Also there is no way that quote is a casual response coming from an 11-year-old. Maybe that’s an 11-year-old sitting down to write a book report with a guide on ways you can describe a piece of media, but that’s not an 11-year-old who’s just talking about a show he likes. That’s not anyone who’s just talking about a thing they like.

      Alright, so after that is the part that had people concerned, and I honestly don’t think it’s all that bad (in terms of Gen Z’s attitude toward LGBTQ+ people, not in terms of the research quality here which remains very subpar.) There’s barely any explanation of how this works, apart from “on a list of 21 choices of what they prefer to see in TV shows and/or movies” and “adolescents’ top choices” (this survey’s days of being really confusing about whether they mean the entire respondent base or just the 13+ respondents are coming to a middle, but here it’s everybody including young kids), which leads me to guess that they were asked to pick their favorite topic or their favorite three topics or something, not to rank all the topics or to pick every topic that they’d be at all interested in.

      It’s worrying if almost none of the cishet respondents want to read/watch/play/whatever stories about topics they like with LGBTQ+ lead characters, but it’s not really worrying if almost none of the cishet respondents pick “Nonbinary and LGBTQIA+ Identities” as one of their favorite topics. It’s really vague whether “Nonbinary and LGBTQIA+ Identities” refers to a work including LGBTQ+ characters or a work centered around LGBTQ+ issues like figuring out one’s identity or coming out of the closet. It probably looks like it’s going to be about systemic injustice or social issues, both of which are also near the bottom of the list as topics. Not even all LGBTQ+ people want to read about those issues. I’m guessing it was a popular answer for the LGBTQ+ respondents because more of them took it to mean that the work would contain queerness at all (given that they also demonstrated a preference for the topic “People with lives like my own”), but it’s not even like all of the LGBTQ+ respondents were likely to have chosen this. If every respondent could choose three topics, then if all topics were equally liked, each topic would be chosen by about 14.2% of respondents. If every respondent could choose five topics and all topics were equally liked, then each topic would be chosen by about 23.8% of respondents. It’s not possible for every respondent who wasn’t straight (there’s not any data on how many people aren’t cis, or how much overlap there is with the people who aren’t straight), or even every respondent who wasn’t straight, “other”, or “prefer not to say”, to have chosen “Nonbinary and LGBTQIA+ Identities” as a preferred topic if they could only select five or fewer topics and if “Nonbinary and LGBTQIA+ Identities” came last. I would really like to see the actual numbers on this!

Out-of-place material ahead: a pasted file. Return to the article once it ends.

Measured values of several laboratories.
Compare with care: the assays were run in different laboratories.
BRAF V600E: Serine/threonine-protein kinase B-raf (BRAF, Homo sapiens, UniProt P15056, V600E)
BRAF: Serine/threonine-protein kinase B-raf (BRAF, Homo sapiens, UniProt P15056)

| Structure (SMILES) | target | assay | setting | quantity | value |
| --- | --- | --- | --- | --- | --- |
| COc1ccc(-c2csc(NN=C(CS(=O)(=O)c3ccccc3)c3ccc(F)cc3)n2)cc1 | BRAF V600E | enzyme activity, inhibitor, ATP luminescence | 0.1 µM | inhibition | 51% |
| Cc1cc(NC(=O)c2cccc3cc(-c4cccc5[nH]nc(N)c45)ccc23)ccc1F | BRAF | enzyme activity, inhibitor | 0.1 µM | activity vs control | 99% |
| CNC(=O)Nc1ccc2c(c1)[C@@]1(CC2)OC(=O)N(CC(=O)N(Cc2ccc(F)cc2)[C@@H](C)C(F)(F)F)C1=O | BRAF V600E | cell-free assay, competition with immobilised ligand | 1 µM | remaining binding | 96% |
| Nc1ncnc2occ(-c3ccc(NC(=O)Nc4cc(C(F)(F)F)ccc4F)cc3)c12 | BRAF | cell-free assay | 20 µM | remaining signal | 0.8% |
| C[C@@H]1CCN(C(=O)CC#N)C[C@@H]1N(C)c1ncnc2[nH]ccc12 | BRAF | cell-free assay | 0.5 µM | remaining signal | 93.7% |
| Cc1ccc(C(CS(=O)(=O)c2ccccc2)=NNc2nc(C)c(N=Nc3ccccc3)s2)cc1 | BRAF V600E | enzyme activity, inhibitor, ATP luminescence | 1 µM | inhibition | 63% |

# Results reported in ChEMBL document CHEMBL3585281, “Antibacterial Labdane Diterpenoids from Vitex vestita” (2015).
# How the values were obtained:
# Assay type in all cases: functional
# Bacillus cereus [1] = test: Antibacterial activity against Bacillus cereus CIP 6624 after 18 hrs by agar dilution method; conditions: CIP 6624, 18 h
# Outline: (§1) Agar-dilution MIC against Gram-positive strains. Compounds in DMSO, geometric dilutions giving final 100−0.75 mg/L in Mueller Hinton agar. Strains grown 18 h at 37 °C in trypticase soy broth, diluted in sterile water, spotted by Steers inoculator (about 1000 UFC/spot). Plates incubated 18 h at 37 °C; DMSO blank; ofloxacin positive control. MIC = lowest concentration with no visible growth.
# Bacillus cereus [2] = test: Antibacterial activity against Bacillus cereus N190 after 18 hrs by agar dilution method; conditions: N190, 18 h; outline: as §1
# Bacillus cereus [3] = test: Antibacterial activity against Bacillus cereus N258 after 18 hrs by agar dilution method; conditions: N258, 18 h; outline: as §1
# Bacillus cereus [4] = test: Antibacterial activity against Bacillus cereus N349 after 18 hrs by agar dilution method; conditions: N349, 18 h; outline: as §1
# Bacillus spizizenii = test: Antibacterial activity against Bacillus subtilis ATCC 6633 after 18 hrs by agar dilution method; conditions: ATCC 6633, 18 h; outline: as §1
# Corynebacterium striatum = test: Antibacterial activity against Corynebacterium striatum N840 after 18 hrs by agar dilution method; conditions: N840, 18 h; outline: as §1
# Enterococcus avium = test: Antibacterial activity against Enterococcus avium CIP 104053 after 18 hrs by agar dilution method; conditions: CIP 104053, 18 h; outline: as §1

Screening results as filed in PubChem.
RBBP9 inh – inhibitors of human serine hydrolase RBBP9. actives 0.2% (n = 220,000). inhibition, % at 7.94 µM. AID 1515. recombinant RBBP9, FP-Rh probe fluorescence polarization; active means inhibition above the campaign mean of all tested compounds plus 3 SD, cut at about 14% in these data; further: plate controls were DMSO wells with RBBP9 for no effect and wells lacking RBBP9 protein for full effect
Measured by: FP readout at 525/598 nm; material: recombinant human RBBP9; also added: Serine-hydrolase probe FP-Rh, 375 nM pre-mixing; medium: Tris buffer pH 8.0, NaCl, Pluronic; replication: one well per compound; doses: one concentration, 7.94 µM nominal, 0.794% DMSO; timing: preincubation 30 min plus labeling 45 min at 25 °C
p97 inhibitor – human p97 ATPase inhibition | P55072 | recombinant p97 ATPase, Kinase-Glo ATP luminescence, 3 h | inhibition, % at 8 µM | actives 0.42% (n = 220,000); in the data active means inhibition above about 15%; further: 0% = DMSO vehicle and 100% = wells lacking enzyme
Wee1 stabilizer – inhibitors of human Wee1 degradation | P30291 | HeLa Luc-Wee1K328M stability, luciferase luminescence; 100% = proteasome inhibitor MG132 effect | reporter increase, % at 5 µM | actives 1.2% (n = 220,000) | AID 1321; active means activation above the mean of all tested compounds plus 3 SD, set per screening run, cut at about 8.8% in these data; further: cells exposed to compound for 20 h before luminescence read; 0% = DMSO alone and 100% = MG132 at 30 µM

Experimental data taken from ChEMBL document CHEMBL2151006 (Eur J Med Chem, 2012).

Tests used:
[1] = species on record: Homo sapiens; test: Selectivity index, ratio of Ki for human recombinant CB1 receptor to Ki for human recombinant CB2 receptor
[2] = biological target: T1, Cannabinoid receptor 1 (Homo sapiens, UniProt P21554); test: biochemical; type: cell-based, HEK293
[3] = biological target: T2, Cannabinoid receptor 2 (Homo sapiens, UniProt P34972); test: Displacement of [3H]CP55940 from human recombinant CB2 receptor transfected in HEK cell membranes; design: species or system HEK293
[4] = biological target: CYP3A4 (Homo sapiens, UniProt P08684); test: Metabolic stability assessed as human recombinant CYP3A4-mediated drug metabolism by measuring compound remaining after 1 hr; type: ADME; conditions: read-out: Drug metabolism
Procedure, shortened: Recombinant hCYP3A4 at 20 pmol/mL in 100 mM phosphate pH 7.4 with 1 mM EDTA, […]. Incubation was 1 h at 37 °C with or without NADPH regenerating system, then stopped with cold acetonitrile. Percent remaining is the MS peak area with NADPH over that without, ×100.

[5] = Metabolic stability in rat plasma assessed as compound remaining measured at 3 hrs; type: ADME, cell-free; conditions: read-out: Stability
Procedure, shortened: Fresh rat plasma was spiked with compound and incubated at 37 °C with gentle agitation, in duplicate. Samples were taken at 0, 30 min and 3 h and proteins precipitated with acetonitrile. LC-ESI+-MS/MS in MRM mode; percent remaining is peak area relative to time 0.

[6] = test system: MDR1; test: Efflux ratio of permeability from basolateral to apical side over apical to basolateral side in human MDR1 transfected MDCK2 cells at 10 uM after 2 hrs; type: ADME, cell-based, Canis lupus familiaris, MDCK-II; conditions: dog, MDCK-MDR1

Personally, if I wanted to study interest in or bias against stories about certain demographics, I feel like it would’ve been more useful to ask participants how interested they would be in reading books about different types of people in a different series of questions separate from preferred topics. Maybe something like “How would knowing that a story has a [category of person] protagonist affect your interest?” with answers that are all very carefully neutral and relate back to how it would affect their interest in a world where stories are about a variety of things – “I don’t think I’d try it even if other things about the story seemed interesting to me”/ “It would make me less interested, but not enough to outweigh whether the rest of the story seemed interesting to me” / “It wouldn’t affect my interest in either direction” / “It would make me more interested, but not enough to outweigh whether the rest of the story seemed interesting to me”/ “I think I’d try it even if other things about the story didn’t seem interesting to me”. That sort of thing, probably a professional would have a better idea about the wording. It’s useful to know whether people are interested in reading about the experience of being a minority specifically (including whether they’re looking to see themselves represented or to read about the minority experiences of others), but I feel like interest in reading about Being A Minority shouldn’t be used as a measure of whether or not someone is accepting of minorities themselves.